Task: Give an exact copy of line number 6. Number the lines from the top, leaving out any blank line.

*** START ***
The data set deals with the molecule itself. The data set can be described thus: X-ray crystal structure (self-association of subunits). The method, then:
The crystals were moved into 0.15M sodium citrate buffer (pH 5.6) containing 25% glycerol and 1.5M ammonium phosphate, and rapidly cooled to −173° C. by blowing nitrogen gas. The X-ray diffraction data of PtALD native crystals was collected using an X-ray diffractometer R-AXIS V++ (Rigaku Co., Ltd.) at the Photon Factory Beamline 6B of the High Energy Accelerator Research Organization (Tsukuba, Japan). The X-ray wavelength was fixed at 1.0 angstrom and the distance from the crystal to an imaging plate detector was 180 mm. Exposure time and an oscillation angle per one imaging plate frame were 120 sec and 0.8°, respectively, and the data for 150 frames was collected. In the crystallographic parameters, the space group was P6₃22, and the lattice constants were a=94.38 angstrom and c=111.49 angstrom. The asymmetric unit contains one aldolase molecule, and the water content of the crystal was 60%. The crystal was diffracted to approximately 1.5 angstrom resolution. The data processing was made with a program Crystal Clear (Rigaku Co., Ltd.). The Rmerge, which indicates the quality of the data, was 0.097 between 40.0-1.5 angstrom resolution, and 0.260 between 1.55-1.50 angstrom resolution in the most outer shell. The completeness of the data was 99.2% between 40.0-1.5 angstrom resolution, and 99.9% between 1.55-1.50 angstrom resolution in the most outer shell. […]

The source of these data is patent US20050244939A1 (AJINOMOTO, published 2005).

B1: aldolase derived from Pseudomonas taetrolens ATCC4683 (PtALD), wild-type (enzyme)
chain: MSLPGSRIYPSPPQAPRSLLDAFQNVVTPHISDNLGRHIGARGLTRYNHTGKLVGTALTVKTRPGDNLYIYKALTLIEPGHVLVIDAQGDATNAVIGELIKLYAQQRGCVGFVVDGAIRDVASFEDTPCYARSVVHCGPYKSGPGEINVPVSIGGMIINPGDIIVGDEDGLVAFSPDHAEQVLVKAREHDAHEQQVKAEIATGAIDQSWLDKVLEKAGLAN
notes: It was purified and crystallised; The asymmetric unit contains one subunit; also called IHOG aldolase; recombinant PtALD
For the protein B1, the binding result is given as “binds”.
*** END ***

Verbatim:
notes: It was purified and crystallised; The asymmetric unit contains one subunit; also called IHOG aldolase; recombinant PtALD